UNEP says every one dollar invested in ecosystem restoration is expected to give returns of $7-30. Some countries of the likes of Costa Rica have already invested in ecosystem restoration as a strategy for bouncing back from Covid-19. Thus, economically and socially it makes sense for us to move ahead in this restoration journey. The act of recreation and restoration can be at our own levels and boundaries to start off with.
Let us observe our own ecosystems carefully and imagine how our presence and actions are impacting in a good or a bad way to the ecosystem’s health. Remember Earth and its ecosystem has been nourishing us and it is time we start to seriously make choices, act and educate to share this to the benefit of our ecosystem and all in it. This global movement of restoring every continent and ocean requests the whole citizens of the world to play our part. Each one of us is significant and can make a positive difference in our collective mission of restoring the planet’s health. It is our responsibility at all ages to sustain and nourish the ecosystem in a healthy way so it flourishes along with us to have a full quality life.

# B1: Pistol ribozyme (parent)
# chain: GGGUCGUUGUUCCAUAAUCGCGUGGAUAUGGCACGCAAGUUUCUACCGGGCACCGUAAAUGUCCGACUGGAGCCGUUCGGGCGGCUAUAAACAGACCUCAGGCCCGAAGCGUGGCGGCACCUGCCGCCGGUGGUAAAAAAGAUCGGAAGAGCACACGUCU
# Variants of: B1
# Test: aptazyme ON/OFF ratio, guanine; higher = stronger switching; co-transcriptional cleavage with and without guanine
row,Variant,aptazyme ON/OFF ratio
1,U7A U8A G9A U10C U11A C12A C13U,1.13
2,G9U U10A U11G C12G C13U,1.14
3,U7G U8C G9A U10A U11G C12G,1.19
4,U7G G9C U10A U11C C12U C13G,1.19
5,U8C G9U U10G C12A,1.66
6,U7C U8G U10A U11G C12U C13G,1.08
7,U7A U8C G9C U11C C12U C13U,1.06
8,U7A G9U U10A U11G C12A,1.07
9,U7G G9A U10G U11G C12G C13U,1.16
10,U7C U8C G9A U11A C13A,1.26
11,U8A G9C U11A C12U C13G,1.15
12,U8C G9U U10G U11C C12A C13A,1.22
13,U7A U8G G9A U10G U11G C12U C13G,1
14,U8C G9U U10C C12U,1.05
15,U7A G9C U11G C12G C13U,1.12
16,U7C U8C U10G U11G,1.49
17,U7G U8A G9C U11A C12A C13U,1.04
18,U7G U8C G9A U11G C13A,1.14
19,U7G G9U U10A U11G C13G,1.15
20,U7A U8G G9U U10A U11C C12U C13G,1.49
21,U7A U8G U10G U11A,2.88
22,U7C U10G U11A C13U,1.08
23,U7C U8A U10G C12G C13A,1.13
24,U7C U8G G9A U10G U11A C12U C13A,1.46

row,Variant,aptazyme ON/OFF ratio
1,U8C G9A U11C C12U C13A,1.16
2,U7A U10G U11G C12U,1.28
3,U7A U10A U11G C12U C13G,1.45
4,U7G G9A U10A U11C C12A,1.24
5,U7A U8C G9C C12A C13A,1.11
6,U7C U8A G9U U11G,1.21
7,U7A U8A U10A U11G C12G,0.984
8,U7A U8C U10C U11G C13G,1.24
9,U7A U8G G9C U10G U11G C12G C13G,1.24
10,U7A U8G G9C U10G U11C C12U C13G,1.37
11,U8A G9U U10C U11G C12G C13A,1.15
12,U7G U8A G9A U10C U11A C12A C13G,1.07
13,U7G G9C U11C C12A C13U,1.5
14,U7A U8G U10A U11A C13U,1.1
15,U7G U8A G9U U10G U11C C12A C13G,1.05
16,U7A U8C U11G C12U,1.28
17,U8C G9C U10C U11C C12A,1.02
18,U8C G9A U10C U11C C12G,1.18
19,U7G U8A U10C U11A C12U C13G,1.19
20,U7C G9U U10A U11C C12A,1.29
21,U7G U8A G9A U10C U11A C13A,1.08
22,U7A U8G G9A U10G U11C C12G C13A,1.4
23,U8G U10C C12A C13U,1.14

The United Nations Decade on Ecosystem Restoration is our opportunity to act now to re-establish the balance and the peace with nature. We cannot afford to fail in this mission and I hope each of us alongside various departmental and organisational efforts will work towards a goal of thriving ecosystems all around us.
(The author is an officer of the Indian Forest Service and currently working as Divisional Forest Officer, Khasi Hills Wildlife Division, Shillong. Views expressed in this article are her own)